by Katsuya Nagasawa
The demand for affective labor is increasing all over the world, especially in developed countries. For example, many Filipino and Chinese caregiving workers spread in the world. It is because people lose the peace of mind in exchange for getting satisfaction about usefulness. Therefore, the society have gotten truculent and people came to want the calmness. Then, people start to go to cabarets, host clubs, and maid cafés. I think the trend is remarkable in Japan.
As Allison argued, in modern Japan, there are enormous problems such as killing family, bullying, unemployment, hikikomori, the gap of salary (kakusa shakai). In addition, female and youths are in the bottom in the society. Allison explain that as “the collapse of Japanese democratic system.” These problems made the precarious society and even the collapse of family. People cannot depend on other people, sometimes even their family, they visit affective labors because they can get the emotional feeling but formal feeling by paying money.
I think 2-D world is also affective labor. As Allison argued in the book, “otaku” gathered more than 2000 signatures about marrying a 2-D character, and there is a word for this, “nounaikanojo” in Japan. In the virtual world, 2-D characters never depress people, they contact with real people in friendly ways because they are programed to do so. Therefore people who are not good at making relationships, for example “otaku,” tend to sink into the virtual world. I think 2-D world is a form of virtual affective labor.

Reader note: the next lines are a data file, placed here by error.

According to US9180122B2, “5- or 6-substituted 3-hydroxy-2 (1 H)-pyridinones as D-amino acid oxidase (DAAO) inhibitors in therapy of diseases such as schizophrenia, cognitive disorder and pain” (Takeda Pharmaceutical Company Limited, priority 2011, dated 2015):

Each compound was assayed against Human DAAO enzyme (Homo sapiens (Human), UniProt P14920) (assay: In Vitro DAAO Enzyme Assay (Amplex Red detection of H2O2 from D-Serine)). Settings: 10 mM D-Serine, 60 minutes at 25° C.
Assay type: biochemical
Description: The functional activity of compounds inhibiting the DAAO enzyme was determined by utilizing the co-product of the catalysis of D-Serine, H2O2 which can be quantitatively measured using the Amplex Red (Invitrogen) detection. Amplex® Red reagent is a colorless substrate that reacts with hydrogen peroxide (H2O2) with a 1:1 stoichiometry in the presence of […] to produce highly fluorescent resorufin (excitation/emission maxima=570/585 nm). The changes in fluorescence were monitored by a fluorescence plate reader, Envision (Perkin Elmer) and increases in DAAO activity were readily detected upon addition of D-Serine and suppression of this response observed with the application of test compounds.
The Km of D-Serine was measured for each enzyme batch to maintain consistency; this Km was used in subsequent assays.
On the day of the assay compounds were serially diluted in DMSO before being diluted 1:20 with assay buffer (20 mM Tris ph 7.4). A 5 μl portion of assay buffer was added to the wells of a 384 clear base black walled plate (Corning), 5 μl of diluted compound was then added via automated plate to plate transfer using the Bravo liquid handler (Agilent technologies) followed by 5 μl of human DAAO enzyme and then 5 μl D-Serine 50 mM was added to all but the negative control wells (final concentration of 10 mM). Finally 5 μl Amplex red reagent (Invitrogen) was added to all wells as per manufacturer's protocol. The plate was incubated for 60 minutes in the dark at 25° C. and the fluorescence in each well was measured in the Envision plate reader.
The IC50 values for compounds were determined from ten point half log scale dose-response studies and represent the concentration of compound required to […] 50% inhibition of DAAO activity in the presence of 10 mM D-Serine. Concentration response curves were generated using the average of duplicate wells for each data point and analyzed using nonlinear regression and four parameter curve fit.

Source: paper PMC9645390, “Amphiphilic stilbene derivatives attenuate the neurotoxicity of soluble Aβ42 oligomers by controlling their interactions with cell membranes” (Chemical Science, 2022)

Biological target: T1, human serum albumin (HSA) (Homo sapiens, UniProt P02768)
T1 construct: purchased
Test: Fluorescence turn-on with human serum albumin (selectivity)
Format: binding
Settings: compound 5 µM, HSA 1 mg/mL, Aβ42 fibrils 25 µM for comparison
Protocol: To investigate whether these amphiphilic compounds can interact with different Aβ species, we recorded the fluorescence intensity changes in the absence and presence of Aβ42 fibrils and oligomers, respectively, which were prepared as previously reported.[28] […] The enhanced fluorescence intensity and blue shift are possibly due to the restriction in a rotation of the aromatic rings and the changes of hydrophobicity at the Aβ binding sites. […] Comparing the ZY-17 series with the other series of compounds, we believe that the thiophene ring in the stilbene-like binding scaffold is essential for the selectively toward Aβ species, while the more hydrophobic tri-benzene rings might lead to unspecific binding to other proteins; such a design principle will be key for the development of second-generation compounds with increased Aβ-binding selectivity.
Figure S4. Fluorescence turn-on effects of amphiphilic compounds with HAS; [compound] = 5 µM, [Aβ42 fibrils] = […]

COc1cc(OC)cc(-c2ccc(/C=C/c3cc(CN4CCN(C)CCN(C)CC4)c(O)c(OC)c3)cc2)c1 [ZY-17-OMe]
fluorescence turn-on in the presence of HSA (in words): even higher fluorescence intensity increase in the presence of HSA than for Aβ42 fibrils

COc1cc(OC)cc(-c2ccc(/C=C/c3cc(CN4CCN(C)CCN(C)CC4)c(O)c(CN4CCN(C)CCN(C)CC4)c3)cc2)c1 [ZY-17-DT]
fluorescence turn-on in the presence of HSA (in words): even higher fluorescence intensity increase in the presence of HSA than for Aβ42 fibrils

In the past, the era that there were no computers, people had to make relationship only in the real world. However, because of the appearance of the virtual world, people face to the computer, and some people think making a relationship is “mendokusai”. According to Allison, the effect spread to the marriage problem. People who think making relationship is “mendokusai” think marriage is also “mendokusai”. In modern society, people came to pay for affective labor to get comfort rather than trying to get along with other people because it is “mendokusai” to do argument, to disappoint in love. They chose that the effort replace into their money.
If the situation that people depend on the 2-D world or affective labor continues, we will depend all of our life on robots, as Allison writes. I think affective labor can never replace our family or friends, and we cannot live in the virtual world literally. Therefore we have to hold more real relationships. Depending on the virtual world is not equal to coexisting in a virtual world. We have to search for the way to coexist.
Allison, Anne. 2013. Precarious Japan. Durham, NC: Duke University Press.